Trophy hunt: Caulfield Cup 2016 jockey Blake Spriggs back in the saddle

THE sun had just peeped above the Pacific Ocean as Blake Spriggs hopped in the car outside the jockey’s Clovelly unit.

He headed down Alison Road, past Royal Randwick, across the harbour, north up the F3, bypassing his home town, and snaked along the New England Highway to country music mecca Tamworth.

Five hours for one ride – fifth in the cup.

Rides were hard to come by at that point. The heady days as a boom apprentice for Australia’s first lady of racing, Gai Waterhouse, and riding five winners on the one card at Rosehill, were a fading memory.

On Saturday, Spriggs will ride Sir John Hawkwood in the $3million Caulfield Cup.

Baring a mishap, the John Thompson-trained gelding will go on to the Melbourne Cup. The race that stops a nation. A chance at history.

The Caulfield Cup, first run in 1879, has eluded Hunter jockeys. Wayne Harris of Muswellbrook was the last to win a Melbourne Cup on Jeune in 1994.

Sir John Hawkwood, a former European stayer, provided Spriggs with a career highlight, claiming the time-honoured Metropolitan Handicap at Randwick on October 1. It was the 24-year-old’s breakthrough group 1. A win that put his name back in lights and produced a Colgate smile so familiar to Hunter racegoers.

Had Spriggs not taken a call from Scone trainer Greg Bennett in 2013 and accepted the single ride in Tamworth, he wouldn’t be in Melbourne on Saturday  – he’d most likely be at Broadmeadow, clambering for a position in the jockeys’ room to watch one of the world’s richest handicaps on television.

But, such is racing, that 420-kilometre trek led to an association with Paul Fudge and Waratah Thoroughbreds and, ultimately, the ever-reliable Sir John Hawkwood.

It was his Sliding Doors moment.

“Greg didn’t realise that it was my only ride in Tamworth until afterwards,” Spriggs says. “He offered me a couple of rides with a big owner, and said that I should take them. Sure enough the first one, won. Greg gave me Paul’s number and said it was in my best interest to give him a call. From there it flowed on. I owe a lot to Greg Bennett. You need someone to have faith in you and Greg did.”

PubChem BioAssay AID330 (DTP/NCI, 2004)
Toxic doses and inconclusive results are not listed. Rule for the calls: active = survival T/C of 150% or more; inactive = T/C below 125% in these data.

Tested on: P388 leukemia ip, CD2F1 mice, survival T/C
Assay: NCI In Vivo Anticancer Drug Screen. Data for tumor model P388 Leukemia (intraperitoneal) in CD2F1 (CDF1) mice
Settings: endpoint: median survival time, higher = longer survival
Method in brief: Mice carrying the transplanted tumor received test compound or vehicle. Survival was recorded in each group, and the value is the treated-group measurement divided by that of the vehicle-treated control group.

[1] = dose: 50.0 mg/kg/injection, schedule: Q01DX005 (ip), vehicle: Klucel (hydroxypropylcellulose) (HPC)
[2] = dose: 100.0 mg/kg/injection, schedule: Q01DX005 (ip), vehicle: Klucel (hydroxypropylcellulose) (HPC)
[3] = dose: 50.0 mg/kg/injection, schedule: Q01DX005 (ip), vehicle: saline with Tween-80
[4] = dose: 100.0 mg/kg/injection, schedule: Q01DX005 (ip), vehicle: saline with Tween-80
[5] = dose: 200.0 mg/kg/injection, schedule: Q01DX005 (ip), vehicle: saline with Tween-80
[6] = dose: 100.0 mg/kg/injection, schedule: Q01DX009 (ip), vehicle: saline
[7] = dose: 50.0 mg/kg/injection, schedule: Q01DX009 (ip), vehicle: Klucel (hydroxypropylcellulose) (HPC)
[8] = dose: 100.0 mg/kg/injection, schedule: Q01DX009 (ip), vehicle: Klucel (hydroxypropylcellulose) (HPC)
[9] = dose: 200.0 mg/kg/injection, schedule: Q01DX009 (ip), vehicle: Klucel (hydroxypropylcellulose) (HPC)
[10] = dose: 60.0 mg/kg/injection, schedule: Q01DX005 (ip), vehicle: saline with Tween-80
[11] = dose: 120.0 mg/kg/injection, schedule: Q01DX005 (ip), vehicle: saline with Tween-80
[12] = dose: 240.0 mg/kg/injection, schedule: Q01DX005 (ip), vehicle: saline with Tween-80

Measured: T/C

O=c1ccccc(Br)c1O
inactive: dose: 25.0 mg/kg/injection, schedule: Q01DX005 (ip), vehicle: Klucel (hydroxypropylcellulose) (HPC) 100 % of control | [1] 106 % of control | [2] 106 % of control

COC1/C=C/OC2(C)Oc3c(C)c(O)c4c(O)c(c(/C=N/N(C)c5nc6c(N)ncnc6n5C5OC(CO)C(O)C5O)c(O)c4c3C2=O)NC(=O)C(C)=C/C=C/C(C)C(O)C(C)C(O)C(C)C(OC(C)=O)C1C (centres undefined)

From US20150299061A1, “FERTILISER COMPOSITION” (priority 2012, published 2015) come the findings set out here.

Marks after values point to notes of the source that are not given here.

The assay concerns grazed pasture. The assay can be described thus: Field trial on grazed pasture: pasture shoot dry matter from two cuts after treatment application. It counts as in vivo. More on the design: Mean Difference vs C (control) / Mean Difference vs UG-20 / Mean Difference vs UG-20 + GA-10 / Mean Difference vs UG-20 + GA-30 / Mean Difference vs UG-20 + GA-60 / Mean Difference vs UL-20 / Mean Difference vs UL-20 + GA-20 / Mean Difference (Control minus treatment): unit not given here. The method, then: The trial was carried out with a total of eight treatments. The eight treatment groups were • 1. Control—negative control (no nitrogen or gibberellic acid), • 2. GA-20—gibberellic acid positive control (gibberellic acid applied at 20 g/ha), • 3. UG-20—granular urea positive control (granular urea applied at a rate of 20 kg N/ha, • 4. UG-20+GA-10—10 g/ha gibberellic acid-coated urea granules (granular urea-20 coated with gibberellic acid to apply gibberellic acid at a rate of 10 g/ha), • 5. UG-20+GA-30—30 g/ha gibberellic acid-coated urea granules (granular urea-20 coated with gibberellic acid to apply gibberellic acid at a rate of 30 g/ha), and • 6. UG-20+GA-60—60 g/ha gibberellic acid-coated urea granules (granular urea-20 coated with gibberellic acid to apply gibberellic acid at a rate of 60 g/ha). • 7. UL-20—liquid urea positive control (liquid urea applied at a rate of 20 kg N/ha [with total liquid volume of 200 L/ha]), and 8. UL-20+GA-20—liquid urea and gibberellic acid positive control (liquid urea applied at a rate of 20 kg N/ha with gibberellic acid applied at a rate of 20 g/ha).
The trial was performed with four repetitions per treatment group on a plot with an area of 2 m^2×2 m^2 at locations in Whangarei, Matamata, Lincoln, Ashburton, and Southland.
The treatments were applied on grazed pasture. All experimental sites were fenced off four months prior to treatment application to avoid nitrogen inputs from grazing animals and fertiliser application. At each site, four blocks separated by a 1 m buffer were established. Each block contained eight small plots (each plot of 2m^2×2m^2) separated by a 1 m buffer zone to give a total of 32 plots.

Sir John Hawkwood is a $17 chance in the Caulfield Cup and a $34 hope on the first Tuesday in November.

“I remember thinking before the Metrop, to be a group-1 winning jockey is something you dream about. Now I have the Metrop trophy sitting at home, I can’t help but wonder if this horse can repeat that performance I could have the Caulfield Cup and the Melbourne Cup beside it. Every year I have watched the Melbourne Cup wishing I had a ride.”

Spriggs was born for the saddle. His father Dale was a champion bush jockey and winner of 2987 races. Now retired, he runs a business in Forster. However, Dale’s relationship with Blake has fractured. Blake’s mother, Chick, who is returning to Newcastle to live from the Gold Coast, grew up on a cattle farm in Moree. Her father, the late Kevin Hartin, was a trainer and highly respected horseman.

Forget sand pits and Tonka trucks. Spriggs’ playground was a racecourse. His heroes, men in bright silks riding thoroughbreds. Celebrating his fourth birthday at the Bega races, sitting atop the clerk of the course’s gray mare, the proud youngster announced he wanted to “ride horses like daddy”.

Holidays were spent working stock at his grandfather’s farm or at the nearby Gravesend Pony Club near Moree – learning, preparing for a career in the saddle. 

“I have encountered some very good horsemen but my grandfather was the best. He was on another level and taught me how to work out a horse’s personality, what they want, what they don’t want. That is crucial when a jockey only has 10 minutes on a horse before you ride them in a race. A lot of the time I have never sat on them before.”

At age 14, nine months, all skin and bones, Spriggs left St Pius High School, Adamstown, where he was a state champion 800-metre and 1500-metre runner and keen soccer player, to start an apprenticeship with Broadmeadow trainer Steve Hodge.

“I was going to the track before school and was back at the stables afterwards. School was second choice, riding was number one. I got to the end of year nine and had enough of it.”

Hodge, who runs a team of about 20, says Spriggs “always wanted to ride, was always going to be a jockey”. 

“Horses travel for him. He is patient, not a hot-headed kid, very calm. With his father being a jockey, he has a good understanding on the tactical side of racing. You don’t just jump on and go flat out.”

A natural, Spriggs rode a winner, Sixty Watt, in his first race at Muswellbrook on March 14, 2008.

“It was a huge thrill. The owner was Lee Rowan of Lee Rowan’s Gardenworld. I was riding the horse in trackwork and putting a lot of hours into her with trainer Phil Anderson, who has sadly since passed away. I won a trial on her and I basically begged them for the race ride.”

Bang. He was off and racing . . . and winning.

Within 18 months Spriggs had recorded his first city winner, was named the Newcastle Jockey Club’s Rising Star, joined the all-conquering Waterhouse stable, rode five winners at a Rosehill meeting and purchased a unit in Clovelly. Then, as is often the case in racing, things took a turn.

“Looking back, certainly riding the five winners at Rosehill probably happened a little bit earlier than I would have liked. It created expectations with big owners and big trainers that I was riding at the same level as the likes of Hugh Bowman and Nash Rawiller. It was easy to forget that I had only been riding a couple of years and was trying to mix it with the best. They weren’t very forgiving when I had a bad ride. It can be harsh. Mentally I wasn’t ready for it.” 

After nine months at Tulloch Lodge, Spriggs returned home for “family reasons” and transferred his apprenticeship to Jason Deamer.